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Visit biografmuseet.dk about Danish cinemas

 

It's All in the Writing
A conversation with Film Producer Jan Harlan during a visit in Denmark

Read more at
in70mm.com
The 70mm Newsletter
Interviewed and photographed by: Thomas Hauerslev. Retyped from audio files by Margaret Weedon, London. Edited for in70mm.com by Mark Lyndon, London Date: 30.04.2016
Jan Harlan during a visit at the "Bio Mors" in Nykřbing Mors, Denmark 23. January 2016 to give a 2-day Producer Work Shop / lecture for young Danish film students.

Thomas Hauerslev: I would like to ask you how you came into the business, a little bit about Stanley Kubrick, a little bit about what efforts went into film presentation, and about your professional background which led you to the motion picture industry and ultimately to become Stanley Kubrick’s executive producer.

Jan Harlan: Until 1969 I worked in business organisation in Zurich, Vienna and in New York. While I was in New York working for a data processing company I got to know Stanley very well – he was already married to my sister since 1957. This was in 1963/64. After that I continued with my work in Germany and Switzerland.

Stanley worked with Arthur C. Clarke in New York while I was there to prepare
"2OO1" but the family later moved to England to film “2OO1” at the MGM studios in Borehamwood. I lived in Zurich then doing my job but visited Stanley and the family from time to time in England.

We talked a lot. Music was the one area where we were on an even keel. Later in 1969 he asked me whether I wanted to join him for a year and go to Romania for “Napoleon”. My company said it was a very good idea "you should do that, get more experience". My role would have been the same as always; talking to people, getting rights, negotiating, organizing things. Film production itself is a manufacturing process. It has, as such, nothing to do with art. The art comes through an artist, the filmmaker. But other members of the crew are needed for rather mundane jobs – in my case things to get, permissions, location research, police protection, etc.

So we moved to England, believing it would be for a short time since the plan was to go to Romania very soon. Then MGM pulled out of "Napoleon", and Stanley was very sad for two weeks. I was ready to go back to Zurich but he suggested I should stay with him; he liked me and I liked him, my wife had fallen in love with England and so we decided “to give this a shot”. One of the first things I did was to get the rights to “Traumnovelle”, a novel by Arthur Schnitzler. In fact, this would have been our first film for Warner Bros. We had a signed agreement with budget and schedule but then Stanley decided to pull out. Instead he made “A Clockwork Orange” which was much easier as far as the script is concerned since the book is written in the first person. It was not difficult to turn this into a screenplay – it was basically a scissor job - today you would say “cut and paste” - and so this film was my first practical experience as an assistant. “Napoleon” did not happen. “Traumnovelle” did not happen either - and what I did was learning, suggesting music, getting rights, (for the performance of Beethoven’s “Ninth” for example) and things like this.

My role has nothing to do with the art of filmmaking. It is purely organizing – getting stuff. I did not question what was wanted, my job was to try to get it. If you cannot get what is needed, an alternative must be found, this might be another person or permission to close another street for filming, or arranging for a specific location the director wanted for a day or two, whatever it might be. Then there was a big gap and Stanley decided to do "Barry Lyndon". First filming was supposed to be in England but the idea was soon abandoned and the decision was made to move to Ireland. Stanley did not like to travel, but he had to in this case. Barry Lyndon was my first film as an Executive Producer – a title that means absolutely nothing - it depends with whom you work. There were executive producers on "Clockwork" we never met. I enjoyed very much working with Stanley. I loved the man, he was so demanding on himself – he was always questioning his own decisions and ready to change his mind.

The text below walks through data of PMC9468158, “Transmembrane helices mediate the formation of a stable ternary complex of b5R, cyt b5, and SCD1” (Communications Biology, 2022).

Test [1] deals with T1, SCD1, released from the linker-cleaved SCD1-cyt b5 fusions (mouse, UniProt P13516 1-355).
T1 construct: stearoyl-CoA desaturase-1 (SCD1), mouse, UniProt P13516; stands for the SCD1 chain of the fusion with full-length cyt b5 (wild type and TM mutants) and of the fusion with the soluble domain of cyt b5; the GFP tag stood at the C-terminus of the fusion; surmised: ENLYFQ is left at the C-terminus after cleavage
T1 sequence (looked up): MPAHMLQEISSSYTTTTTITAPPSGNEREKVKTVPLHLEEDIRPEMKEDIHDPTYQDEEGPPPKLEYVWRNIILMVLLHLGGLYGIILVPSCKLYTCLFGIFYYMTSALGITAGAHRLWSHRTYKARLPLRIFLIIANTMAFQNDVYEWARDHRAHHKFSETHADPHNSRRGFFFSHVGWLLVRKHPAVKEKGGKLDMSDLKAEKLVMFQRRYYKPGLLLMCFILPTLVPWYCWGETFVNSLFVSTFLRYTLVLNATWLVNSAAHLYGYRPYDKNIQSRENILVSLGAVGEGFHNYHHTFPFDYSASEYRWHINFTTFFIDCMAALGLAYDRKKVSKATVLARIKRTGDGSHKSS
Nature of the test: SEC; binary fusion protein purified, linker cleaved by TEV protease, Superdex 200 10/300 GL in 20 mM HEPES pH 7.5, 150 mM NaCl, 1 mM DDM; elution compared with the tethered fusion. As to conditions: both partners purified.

On “Barry Lyndon” I suggested music, but that was a side job – we had Leonard Rosenman to write the arrangements. And so it went on and I did the same for other films. We also prepared many projects, which were never made. “Aryan Papers” was a massive job. Then there was “A.I. Artificial Intelligence”, a film Stanley offered to Stephen Spielberg, but this was years later. Before that Stanley made “The Shining” and “Full Metal Jacket”. Finally, after abandoning “Aryan Papers” and offering “A.I.” to Steven Spielberg he focused on Traumnovelle again, a story he never forgot and this became his last film “Eyes Wide Shut” 30 years after his first battle with this complex story.

Then after his death I was asked by Warner Brothers to make a documentary about Stanley. This was a very good experience for me and very therapeutic after this terrible loss. I was astonished that everybody I asked was very happy to join in. I asked Tom Cruise to do the narration – of course, who would be better? He agreed. Even people who are normally difficult like Woody Allen or Jack Nicolson agreed to be part of this film. This pleased me very much and it showed how much Stanley was respected. Even people who had a hard time like his trusted focus puller who sometimes had a very hard job. Doug refused to talk about the hardship and said he would look like a fool if he did. He knew that Stanley furthered his career considerably. He also was our DOP on “Full Metal Jacket”.